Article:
From a subjective perspective the assumption is, that Debian is a highly insecure operating system. The subjective feeling is, that the system has more security problems than Fedora because the CVE-tracker is maintained not by professionals, but by the Debian community which are unpaid users which have installed Debian only as a second operating system after Windows 10 and are not familiar with the c programming language at all. So it is is bit hard to trust the software and the ability to resists against newly discovered security bugs.

Measuring the status of industrial robots

From the perspective of practical applications, robots can be divided into two groups: high operational hour and low operational hour. The first category is used in the reality which includes welding machines and palettizing robots. If a factory has bought such a model, the chance is high that the robot is running 24/7. That means it will do in the company a certain task and it was a good decision to buy the machine.

In contrast, robots from the second category can’t be utilized for concrete tasks. They are working only in theory, but their real operational hour is low. This is equal to more complicated robots which are solving assembly tasks and biped walking. The reason why the operational hour for these machines is low is:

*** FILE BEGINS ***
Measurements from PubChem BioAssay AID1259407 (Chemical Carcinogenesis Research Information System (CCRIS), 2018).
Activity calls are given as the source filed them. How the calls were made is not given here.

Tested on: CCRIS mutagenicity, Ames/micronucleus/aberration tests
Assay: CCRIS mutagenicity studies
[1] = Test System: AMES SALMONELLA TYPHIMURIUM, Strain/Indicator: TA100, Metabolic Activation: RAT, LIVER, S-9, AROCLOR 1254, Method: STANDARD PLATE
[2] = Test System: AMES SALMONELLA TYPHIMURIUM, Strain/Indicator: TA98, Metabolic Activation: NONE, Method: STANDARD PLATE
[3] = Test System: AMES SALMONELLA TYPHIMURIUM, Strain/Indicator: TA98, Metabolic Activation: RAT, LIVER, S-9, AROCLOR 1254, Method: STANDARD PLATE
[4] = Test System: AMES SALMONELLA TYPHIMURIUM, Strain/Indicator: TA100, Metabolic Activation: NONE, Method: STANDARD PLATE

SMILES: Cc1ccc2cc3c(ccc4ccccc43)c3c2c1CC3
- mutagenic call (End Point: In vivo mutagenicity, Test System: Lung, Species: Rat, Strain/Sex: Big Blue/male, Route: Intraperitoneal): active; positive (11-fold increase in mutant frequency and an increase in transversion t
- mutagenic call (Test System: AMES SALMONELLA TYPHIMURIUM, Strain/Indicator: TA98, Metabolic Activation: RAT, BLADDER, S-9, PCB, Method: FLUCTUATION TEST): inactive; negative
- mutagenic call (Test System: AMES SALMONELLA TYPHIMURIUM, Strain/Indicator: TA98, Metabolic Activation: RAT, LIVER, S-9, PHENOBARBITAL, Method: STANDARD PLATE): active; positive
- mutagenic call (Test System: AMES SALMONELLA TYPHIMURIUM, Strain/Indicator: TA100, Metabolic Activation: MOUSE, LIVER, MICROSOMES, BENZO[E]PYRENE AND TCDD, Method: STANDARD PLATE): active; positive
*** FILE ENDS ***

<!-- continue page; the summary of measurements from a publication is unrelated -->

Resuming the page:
– the customers are not familiar with the devices because the technology is new
– the software of the robot doesn’t work under real conditions
– it needs robotics experts for using the device in a concrete situation
– the price to buy these machines is too high

There is a robot category which is located in the middle between the extreme points, called pick&place robots. In theory, a pick&place robot can be used in reality. The machine is able to sort smaller objects from the conveyor and a typical model is a delta-robot which includes a vision system. The problem in reality is, that compared to well known robot types like a welding machine, a pick&place sorting robot is advanced technology. It contains many modules which can be broken and which has to explained in detail. This prevents that such machines are heavily used for practical applications. They are available in some companies but they are used seldom.

An objective measurement in which category a robot type fits into it is to search for second hand robots. Welding machines and palletizing robots are sold used from one owner to another owner. In contrast, biped robots and dexterous robotic gripper are not sold used, because nobody is using them today. The prediction is, that in the future the chart will change a bit. If advanced robots become more visible, the operational hour of these types will increase.